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Behaviourial Interventions: an introductions to the Multiphase Optimization Strategy (MOST) for engineering better behavioural interventions
Linda Collins, Professor of Human Development and Family Studies, Director of The Methodology Center, Pennsylvania State University
Monday, 29 July 2013
10am-1pm - break at 11.30am for 10 mins
Behavioral interventions, for example, interventions aimed at helping people to quit using tobacco or other drugs, increase their physical activity, lose weight, or overcome depression, play an important role in public health. In this half-day workshop I will describe an alternative framework for building and evaluating behavioral interventions. This framework, called the Multiphase Optimization Strategy (MOST), is a principled, engineering-inspired, empirical approach to intervention optimization and evaluation. The goal may be to develop a cost-effective intervention; an intervention that achieves a specified level of effectiveness; the briefest intervention that achieves a minimum level of effectiveness; or any other reasonable goal. The MOST framework relies heavily on resource management by strategic choice of highly efficient experimental designs. I propose that MOST offers several benefits, including more rapid long-run improvement of interventions, without requiring a dramatic increase in intervention research resources. The purpose of this workshop is to help attendees to determine whether MOST can be useful to them in their research. The workshop will include: An overview of the preparation, optimization, and evaluation phases of MOST; discussion of potential advantages of this approach; review of several applications of MOST; and resources to enable attendees to learn more. Time will be reserved for open discussion of how attendees might apply MOST in their own research.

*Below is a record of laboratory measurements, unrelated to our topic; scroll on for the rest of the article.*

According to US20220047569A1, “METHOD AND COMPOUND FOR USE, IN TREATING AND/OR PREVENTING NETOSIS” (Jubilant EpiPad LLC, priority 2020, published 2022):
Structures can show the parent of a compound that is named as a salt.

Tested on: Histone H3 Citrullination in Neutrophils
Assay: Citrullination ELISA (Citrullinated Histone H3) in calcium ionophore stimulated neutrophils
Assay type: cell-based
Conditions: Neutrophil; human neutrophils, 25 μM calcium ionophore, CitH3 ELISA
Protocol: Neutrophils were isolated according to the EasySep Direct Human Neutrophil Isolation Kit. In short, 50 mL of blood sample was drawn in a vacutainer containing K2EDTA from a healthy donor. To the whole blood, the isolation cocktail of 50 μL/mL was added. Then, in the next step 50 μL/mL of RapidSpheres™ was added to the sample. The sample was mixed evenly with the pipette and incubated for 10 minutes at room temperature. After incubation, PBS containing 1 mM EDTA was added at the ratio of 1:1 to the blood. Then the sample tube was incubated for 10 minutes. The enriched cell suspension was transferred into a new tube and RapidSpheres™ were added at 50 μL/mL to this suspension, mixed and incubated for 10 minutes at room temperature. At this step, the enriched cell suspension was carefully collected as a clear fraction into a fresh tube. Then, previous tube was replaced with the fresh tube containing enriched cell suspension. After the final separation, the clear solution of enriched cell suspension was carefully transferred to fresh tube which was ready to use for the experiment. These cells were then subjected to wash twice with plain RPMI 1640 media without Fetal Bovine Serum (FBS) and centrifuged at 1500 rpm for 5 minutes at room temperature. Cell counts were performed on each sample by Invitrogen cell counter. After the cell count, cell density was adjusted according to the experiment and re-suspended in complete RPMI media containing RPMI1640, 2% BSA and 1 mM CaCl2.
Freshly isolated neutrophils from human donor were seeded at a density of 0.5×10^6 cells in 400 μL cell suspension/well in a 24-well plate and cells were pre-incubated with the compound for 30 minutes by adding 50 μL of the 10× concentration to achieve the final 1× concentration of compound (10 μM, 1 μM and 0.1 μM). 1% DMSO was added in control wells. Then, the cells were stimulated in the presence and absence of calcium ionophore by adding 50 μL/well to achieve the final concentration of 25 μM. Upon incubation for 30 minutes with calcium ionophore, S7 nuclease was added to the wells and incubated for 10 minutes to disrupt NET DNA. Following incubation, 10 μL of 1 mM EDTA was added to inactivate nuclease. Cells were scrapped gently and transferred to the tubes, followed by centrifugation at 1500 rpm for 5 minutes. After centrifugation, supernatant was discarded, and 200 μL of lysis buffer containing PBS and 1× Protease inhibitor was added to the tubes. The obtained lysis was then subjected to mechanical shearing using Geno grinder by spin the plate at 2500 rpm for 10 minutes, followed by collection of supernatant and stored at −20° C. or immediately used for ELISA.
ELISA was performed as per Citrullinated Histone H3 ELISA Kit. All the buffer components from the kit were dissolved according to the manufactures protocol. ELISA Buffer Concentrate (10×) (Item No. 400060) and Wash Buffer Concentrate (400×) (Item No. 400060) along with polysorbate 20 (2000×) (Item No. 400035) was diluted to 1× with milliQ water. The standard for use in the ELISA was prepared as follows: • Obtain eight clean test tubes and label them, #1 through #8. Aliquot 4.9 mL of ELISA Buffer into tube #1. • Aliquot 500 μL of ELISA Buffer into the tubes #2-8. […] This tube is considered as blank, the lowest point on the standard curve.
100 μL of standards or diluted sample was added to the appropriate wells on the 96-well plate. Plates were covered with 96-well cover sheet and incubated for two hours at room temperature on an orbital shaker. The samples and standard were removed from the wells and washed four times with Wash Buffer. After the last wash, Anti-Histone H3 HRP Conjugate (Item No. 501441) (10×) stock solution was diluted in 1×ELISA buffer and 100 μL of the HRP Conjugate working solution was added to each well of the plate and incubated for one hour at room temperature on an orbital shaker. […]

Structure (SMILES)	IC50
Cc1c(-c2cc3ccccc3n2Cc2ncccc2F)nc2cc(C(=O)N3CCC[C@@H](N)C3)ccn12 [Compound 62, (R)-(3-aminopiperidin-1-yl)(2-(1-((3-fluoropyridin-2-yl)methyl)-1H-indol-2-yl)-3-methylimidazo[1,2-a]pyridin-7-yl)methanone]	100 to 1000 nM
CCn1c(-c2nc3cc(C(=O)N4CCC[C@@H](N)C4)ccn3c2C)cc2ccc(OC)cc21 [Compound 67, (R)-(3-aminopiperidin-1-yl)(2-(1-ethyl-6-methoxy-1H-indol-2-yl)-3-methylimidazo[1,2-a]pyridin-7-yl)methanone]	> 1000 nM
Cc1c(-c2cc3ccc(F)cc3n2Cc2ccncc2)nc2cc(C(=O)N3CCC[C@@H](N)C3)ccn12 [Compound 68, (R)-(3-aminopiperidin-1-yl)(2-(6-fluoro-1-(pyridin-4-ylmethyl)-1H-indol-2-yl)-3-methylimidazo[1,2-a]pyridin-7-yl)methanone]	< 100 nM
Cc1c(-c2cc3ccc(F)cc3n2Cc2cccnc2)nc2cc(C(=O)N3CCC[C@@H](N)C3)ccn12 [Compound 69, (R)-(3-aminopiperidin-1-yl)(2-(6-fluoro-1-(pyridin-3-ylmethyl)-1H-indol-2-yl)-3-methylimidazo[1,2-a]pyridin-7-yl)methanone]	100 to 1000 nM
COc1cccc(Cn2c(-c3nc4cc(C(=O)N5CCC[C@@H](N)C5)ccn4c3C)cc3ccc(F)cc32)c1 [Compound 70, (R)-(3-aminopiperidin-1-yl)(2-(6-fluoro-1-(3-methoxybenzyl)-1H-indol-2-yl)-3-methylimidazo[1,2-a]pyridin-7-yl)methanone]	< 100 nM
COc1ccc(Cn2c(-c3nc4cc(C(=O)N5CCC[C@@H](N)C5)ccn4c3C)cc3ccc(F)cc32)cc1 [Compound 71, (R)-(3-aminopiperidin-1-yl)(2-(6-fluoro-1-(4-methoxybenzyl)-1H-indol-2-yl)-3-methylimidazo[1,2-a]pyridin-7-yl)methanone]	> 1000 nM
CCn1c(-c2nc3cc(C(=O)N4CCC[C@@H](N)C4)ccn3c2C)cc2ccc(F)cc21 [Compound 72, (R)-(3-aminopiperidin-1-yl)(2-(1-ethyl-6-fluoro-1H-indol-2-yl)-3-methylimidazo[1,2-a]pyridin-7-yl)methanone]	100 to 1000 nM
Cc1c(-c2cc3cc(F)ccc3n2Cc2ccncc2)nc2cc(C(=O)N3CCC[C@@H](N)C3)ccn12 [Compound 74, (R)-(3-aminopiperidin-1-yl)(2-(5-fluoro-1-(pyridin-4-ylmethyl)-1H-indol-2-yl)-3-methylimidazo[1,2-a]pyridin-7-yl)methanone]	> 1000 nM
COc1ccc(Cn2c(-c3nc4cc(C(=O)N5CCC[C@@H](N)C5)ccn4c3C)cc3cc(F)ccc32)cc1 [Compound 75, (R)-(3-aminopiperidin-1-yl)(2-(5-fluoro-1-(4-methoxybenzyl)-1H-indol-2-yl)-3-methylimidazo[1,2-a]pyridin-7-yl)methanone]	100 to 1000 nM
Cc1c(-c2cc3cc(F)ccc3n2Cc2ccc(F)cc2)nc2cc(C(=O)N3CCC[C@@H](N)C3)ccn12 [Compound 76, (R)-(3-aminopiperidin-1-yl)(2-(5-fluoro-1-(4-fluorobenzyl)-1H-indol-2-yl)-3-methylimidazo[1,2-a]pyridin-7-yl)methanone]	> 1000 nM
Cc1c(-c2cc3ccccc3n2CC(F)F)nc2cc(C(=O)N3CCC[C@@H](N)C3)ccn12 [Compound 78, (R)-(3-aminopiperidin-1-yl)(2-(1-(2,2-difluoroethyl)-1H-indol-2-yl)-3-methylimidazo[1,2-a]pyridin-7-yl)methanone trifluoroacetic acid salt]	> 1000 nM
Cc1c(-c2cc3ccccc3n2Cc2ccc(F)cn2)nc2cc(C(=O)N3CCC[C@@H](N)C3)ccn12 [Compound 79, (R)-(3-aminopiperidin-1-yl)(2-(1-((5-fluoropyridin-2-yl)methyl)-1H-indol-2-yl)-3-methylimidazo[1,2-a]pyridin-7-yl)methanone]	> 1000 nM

Collins, L.M., Baker, T.B., Mermelstein, R.J., Piper, M.E., Jorenby, D.E., Smith, S.S., Schlam, T.R., Cook, J.W., & Fiore, M.C. (2011). The Multiphase Optimization Strategy for engineering effective tobacco use interventions. Annals of Behavioral Medicine, 41, 208-226.
Collins, L.M., Dziak, J.R., & Li, R. (2009). Design of experiments with multiple independent variables: A resource management perspective on complete and reduced factorial designs. Psychological Methods, 14, 202-224.
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